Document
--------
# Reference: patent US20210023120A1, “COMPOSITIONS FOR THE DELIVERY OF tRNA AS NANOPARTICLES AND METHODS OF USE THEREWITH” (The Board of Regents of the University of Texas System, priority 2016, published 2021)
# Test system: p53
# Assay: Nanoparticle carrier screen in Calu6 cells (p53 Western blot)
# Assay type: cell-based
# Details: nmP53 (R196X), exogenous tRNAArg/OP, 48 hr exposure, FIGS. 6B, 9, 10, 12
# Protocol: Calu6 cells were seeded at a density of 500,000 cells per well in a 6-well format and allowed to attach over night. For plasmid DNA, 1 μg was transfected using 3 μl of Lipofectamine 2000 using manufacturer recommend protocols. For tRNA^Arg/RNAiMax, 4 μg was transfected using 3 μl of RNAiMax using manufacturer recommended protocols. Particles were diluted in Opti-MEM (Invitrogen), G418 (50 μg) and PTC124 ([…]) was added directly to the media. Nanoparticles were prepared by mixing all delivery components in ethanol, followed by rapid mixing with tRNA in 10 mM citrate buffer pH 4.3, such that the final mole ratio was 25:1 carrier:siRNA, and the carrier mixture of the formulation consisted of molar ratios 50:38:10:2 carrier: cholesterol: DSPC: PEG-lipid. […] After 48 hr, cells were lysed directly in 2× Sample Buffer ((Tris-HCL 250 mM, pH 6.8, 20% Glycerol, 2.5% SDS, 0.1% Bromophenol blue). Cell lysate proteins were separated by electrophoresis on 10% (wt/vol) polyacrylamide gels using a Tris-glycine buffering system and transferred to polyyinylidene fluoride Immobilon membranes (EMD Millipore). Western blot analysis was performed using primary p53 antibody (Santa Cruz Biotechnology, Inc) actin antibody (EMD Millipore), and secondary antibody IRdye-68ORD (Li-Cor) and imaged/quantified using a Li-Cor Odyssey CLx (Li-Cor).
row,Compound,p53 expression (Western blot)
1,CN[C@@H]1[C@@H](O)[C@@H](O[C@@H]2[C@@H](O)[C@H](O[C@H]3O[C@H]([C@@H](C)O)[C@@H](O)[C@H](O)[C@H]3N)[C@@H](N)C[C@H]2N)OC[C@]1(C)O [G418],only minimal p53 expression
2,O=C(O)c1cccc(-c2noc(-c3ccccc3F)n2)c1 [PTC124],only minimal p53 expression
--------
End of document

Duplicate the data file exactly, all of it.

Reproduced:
# Reference: patent US20210023120A1, “COMPOSITIONS FOR THE DELIVERY OF tRNA AS NANOPARTICLES AND METHODS OF USE THEREWITH” (The Board of Regents of the University of Texas System, priority 2016, published 2021)
# Test system: p53
# Assay: Nanoparticle carrier screen in Calu6 cells (p53 Western blot)
# Assay type: cell-based
# Details: nmP53 (R196X), exogenous tRNAArg/OP, 48 hr exposure, FIGS. 6B, 9, 10, 12
# Protocol: Calu6 cells were seeded at a density of 500,000 cells per well in a 6-well format and allowed to attach over night. For plasmid DNA, 1 μg was transfected using 3 μl of Lipofectamine 2000 using manufacturer recommend protocols. For tRNA^Arg/RNAiMax, 4 μg was transfected using 3 μl of RNAiMax using manufacturer recommended protocols. Particles were diluted in Opti-MEM (Invitrogen), G418 (50 μg) and PTC124 ([…]) was added directly to the media. Nanoparticles were prepared by mixing all delivery components in ethanol, followed by rapid mixing with tRNA in 10 mM citrate buffer pH 4.3, such that the final mole ratio was 25:1 carrier:siRNA, and the carrier mixture of the formulation consisted of molar ratios 50:38:10:2 carrier: cholesterol: DSPC: PEG-lipid. […] After 48 hr, cells were lysed directly in 2× Sample Buffer ((Tris-HCL 250 mM, pH 6.8, 20% Glycerol, 2.5% SDS, 0.1% Bromophenol blue). Cell lysate proteins were separated by electrophoresis on 10% (wt/vol) polyacrylamide gels using a Tris-glycine buffering system and transferred to polyyinylidene fluoride Immobilon membranes (EMD Millipore). Western blot analysis was performed using primary p53 antibody (Santa Cruz Biotechnology, Inc) actin antibody (EMD Millipore), and secondary antibody IRdye-68ORD (Li-Cor) and imaged/quantified using a Li-Cor Odyssey CLx (Li-Cor).
row,Compound,p53 expression (Western blot)
1,CN[C@@H]1[C@@H](O)[C@@H](O[C@@H]2[C@@H](O)[C@H](O[C@H]3O[C@H]([C@@H](C)O)[C@@H](O)[C@H](O)[C@H]3N)[C@@H](N)C[C@H]2N)OC[C@]1(C)O [G418],only minimal p53 expression
2,O=C(O)c1cccc(-c2noc(-c3ccccc3F)n2)c1 [PTC124],only minimal p53 expression